Around the world, the changes that those in the foodservice industry have had to make to stay in business have shaped key trends going forward. As we emerge from the many challenges and uncertainties caused by the global pandemic, these trends will impact how restaurants, bars and cafés do business in 2022 and beyond.
Dining to Go Even More Digital
The pandemic prompted the revolution to digital and delivery. There is no question that it is a trend that is here to stay. This means online ordering, delivery and curbside pickup must be factored into all parts of the restaurant business.
Having a presence on multiple online ordering apps is a given, as well as direct ordering on a restaurant’s own website. Restaurant leaders must prioritise planning for a digital menu with food quality and delivery taken into consideration.
Even indoor dining restaurants will likely remain more digital, with some opting to keep online menus and table-ordering options, where meals are delivered to the table by runners. Digital is now part of the basic equation for today’s restaurant business and must be considered in current and future decisions.
According to an article by Boston Consulting Group, delivery’s market share in the U.S jumped from 7 percent in 2019 to about 20 percent in 2020. Across the industry, digital ordering now represents 28 percent of all orders compared with 10 percent before the pandemic, with most brands showing increases. Similar numbers are being seen in delivery markets globally, including here in New Zealand.
Variety is the Spice of Life – Consumers Crave New Tastes
In part driven by the pandemic, consumers have been seeking variety and new types of food choices like global cuisines, healthy meals, and unusual ingredients. The trend has increased thanks to social media. TikTok, for example, has been a huge influence, exposing people to new food ideas and spreading diversity. In fact, a recent viral craze featured “onigiri,” Japanese rice balls.
New ideas and trends travel faster around the globe now, and food is no exception. By adding virtual restaurant brands, a restaurant can quickly introduce new cuisines with a lower investment, and the restaurant’s partner handles menu development and marketing to drive demand.
Shifting Layouts to the New Era of Restaurant Design
As off-premise dining remains popular, restaurant owners must rethink how the physical layout of their restaurants will work best for their business, staff and customers.
Industry experts predict that what used to be a 70/30 split, with more front-of-the-house dining space and a limited back-of-the-house kitchen area, will flip to 30/70, with more back-of-the-house space, by 2025. This flip will accommodate the changing restaurant business.
The United States is seeing a huge increase in drive-thru setups, even for high-end eateries, this is a trend likely to see continued here, with almost all brick-and-mortar restaurants defining specially designated areas for delivery drivers and consumers picking up their takeaway orders.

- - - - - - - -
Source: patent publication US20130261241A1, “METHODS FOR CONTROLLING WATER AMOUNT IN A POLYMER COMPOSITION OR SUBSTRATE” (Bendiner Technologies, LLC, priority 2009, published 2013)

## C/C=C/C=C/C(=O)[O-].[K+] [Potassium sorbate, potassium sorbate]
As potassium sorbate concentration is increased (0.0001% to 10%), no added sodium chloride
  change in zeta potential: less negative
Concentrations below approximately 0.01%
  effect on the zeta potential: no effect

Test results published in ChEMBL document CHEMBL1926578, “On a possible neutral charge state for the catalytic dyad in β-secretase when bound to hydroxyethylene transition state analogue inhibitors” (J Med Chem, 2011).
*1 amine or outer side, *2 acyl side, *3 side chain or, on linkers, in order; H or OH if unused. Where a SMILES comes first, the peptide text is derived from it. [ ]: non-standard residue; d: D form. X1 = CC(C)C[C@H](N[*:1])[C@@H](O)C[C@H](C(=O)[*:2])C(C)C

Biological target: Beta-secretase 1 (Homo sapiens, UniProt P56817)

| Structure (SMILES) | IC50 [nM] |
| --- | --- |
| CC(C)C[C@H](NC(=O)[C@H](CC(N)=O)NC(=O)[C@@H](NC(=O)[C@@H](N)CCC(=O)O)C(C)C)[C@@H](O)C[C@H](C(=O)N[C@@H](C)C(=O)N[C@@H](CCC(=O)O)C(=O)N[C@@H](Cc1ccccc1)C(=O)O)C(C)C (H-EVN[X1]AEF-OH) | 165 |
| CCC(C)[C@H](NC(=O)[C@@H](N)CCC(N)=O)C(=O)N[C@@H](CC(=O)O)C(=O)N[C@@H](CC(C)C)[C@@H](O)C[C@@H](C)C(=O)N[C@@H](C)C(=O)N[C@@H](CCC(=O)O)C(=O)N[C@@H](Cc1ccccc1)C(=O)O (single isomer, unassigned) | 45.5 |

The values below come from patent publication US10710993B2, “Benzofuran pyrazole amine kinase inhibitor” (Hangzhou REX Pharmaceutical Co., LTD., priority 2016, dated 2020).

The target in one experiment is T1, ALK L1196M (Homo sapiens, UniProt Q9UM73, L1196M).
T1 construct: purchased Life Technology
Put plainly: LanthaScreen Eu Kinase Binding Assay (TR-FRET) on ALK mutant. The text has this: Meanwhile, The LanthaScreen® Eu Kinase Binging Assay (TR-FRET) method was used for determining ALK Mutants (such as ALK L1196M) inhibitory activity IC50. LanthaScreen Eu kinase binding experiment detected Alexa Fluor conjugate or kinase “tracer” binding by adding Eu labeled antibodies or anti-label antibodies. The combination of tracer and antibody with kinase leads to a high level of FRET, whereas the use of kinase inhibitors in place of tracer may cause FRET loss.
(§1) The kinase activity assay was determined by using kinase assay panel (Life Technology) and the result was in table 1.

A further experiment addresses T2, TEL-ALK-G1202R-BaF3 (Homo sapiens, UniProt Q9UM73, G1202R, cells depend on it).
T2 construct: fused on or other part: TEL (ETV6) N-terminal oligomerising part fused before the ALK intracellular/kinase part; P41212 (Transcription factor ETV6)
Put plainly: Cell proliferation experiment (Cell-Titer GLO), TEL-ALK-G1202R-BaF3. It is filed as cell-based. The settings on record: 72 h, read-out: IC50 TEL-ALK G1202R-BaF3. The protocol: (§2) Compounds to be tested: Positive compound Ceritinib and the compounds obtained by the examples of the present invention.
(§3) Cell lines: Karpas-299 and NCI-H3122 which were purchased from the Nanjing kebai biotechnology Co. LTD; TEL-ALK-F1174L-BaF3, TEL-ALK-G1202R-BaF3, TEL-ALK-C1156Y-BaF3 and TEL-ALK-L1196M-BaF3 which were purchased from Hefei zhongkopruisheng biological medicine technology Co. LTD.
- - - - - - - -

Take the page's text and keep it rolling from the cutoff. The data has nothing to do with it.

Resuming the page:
Changes to the Typical 9-5 Open New Approaches to Catering
The shift from in-office work to a hybrid home-office split, as well as lingering concerns regarding the pandemic, have caused companies to rethink how they want to use catering in the workplace. This has also prompted restaurants to get creative about how to build back a healthy catering business.
Newer orders are more likely to be individually packaged — box lunches, for example, instead of large trays of shared food. In our new working world, managers with remote workers might want to send food gifts or treats to their employees, an opportunity for local businesses to increase revenue, for example, 100 individual packages of gourmet cookies.
The Great Breakfast Boom and Eggcellent Eggs
The crisis may have prompted some chains to cut back on breakfast over the past year, but the daypart is poised for a big bounce back in 2022. With recovery scenarios on the horizon, consumers are settling into a less-disruptive reality. For many, sourcing a morning meal from a restaurant is once again a part of the routine. Expect chains to employ subscription deals, multi-person bundles, product innovation and amped-up marketing to capture morning traffic and establish loyalty.
Eggs are the restaurant darling of 2022. Egg sandwiches are having a moment in many parts of the world and will soon dethrone the chicken sandwich as the next must-have-on-my-menu restaurant item. Operators will showcase eggs in more all-day sandwiches and handheld offerings, complementing them with premium ingredients, housemade sauces and elevated preparation methods.
Eggs are perfectly suited for a post-pandemic slot in the limelight—simple, universal, craveable, adaptable, suggestive of new beginnings. Eggs also create opportunity for punny concepts and quirky branding, bringing some fun back to the dining experience.
The Rise of the Cooking Robots
While not hugely prevalent in New Zealand just yet, the number one foodservice trend prediction for 2022 across the United States and Europe is the surge of robots and automation in the dining industry.
While the concept isn’t new, the notable acceleration results from labor shortages due to workers becoming fed up with working conditions, continuously inadequate wages, and contactless dining as a social distancing measure. At Miso Robotics, a robot named Flippy oversees flipping burgers and making fries at 11 White Castle locations. There’s also the “semi-automated” restaurant Sushiro in Tokyo, where machines cook and mold the rice, plus seasoning with vinegar, and human employees top the sushi rice with hand-cut fish.